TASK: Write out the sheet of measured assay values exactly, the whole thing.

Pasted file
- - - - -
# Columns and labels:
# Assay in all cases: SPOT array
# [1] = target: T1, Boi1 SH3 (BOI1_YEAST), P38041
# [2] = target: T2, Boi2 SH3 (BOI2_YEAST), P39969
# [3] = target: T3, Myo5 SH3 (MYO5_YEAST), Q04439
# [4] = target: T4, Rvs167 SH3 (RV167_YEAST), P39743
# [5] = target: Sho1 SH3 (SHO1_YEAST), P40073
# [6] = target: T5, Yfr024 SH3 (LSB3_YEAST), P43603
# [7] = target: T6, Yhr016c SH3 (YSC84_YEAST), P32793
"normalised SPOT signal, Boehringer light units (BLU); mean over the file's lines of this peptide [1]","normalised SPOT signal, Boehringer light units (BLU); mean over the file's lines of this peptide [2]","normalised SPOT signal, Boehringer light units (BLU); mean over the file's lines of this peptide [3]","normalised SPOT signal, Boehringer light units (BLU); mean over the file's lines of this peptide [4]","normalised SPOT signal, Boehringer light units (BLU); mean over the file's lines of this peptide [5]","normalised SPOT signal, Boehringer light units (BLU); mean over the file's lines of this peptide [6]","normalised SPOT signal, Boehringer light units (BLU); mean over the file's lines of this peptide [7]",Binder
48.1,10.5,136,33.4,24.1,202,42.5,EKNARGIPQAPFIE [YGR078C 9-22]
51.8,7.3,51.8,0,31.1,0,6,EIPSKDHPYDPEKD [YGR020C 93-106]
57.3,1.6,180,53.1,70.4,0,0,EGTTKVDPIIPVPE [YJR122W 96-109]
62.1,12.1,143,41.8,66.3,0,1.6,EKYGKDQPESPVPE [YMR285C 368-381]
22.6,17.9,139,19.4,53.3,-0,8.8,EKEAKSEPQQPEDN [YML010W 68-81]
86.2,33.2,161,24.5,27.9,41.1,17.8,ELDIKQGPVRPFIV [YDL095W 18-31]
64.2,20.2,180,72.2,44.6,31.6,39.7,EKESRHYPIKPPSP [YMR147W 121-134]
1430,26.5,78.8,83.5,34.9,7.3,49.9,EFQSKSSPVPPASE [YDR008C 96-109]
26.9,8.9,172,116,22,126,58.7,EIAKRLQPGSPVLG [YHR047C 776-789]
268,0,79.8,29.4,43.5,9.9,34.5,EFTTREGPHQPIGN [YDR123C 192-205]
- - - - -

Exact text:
# Columns and labels:
# Assay in all cases: SPOT array
# [1] = target: T1, Boi1 SH3 (BOI1_YEAST), P38041
# [2] = target: T2, Boi2 SH3 (BOI2_YEAST), P39969
# [3] = target: T3, Myo5 SH3 (MYO5_YEAST), Q04439
# [4] = target: T4, Rvs167 SH3 (RV167_YEAST), P39743
# [5] = target: Sho1 SH3 (SHO1_YEAST), P40073
# [6] = target: T5, Yfr024 SH3 (LSB3_YEAST), P43603
# [7] = target: T6, Yhr016c SH3 (YSC84_YEAST), P32793
"normalised SPOT signal, Boehringer light units (BLU); mean over the file's lines of this peptide [1]","normalised SPOT signal, Boehringer light units (BLU); mean over the file's lines of this peptide [2]","normalised SPOT signal, Boehringer light units (BLU); mean over the file's lines of this peptide [3]","normalised SPOT signal, Boehringer light units (BLU); mean over the file's lines of this peptide [4]","normalised SPOT signal, Boehringer light units (BLU); mean over the file's lines of this peptide [5]","normalised SPOT signal, Boehringer light units (BLU); mean over the file's lines of this peptide [6]","normalised SPOT signal, Boehringer light units (BLU); mean over the file's lines of this peptide [7]",Binder
48.1,10.5,136,33.4,24.1,202,42.5,EKNARGIPQAPFIE [YGR078C 9-22]
51.8,7.3,51.8,0,31.1,0,6,EIPSKDHPYDPEKD [YGR020C 93-106]
57.3,1.6,180,53.1,70.4,0,0,EGTTKVDPIIPVPE [YJR122W 96-109]
62.1,12.1,143,41.8,66.3,0,1.6,EKYGKDQPESPVPE [YMR285C 368-381]
22.6,17.9,139,19.4,53.3,-0,8.8,EKEAKSEPQQPEDN [YML010W 68-81]
86.2,33.2,161,24.5,27.9,41.1,17.8,ELDIKQGPVRPFIV [YDL095W 18-31]
64.2,20.2,180,72.2,44.6,31.6,39.7,EKESRHYPIKPPSP [YMR147W 121-134]
1430,26.5,78.8,83.5,34.9,7.3,49.9,EFQSKSSPVPPASE [YDR008C 96-109]
26.9,8.9,172,116,22,126,58.7,EIAKRLQPGSPVLG [YHR047C 776-789]
268,0,79.8,29.4,43.5,9.9,34.5,EFTTREGPHQPIGN [YDR123C 192-205]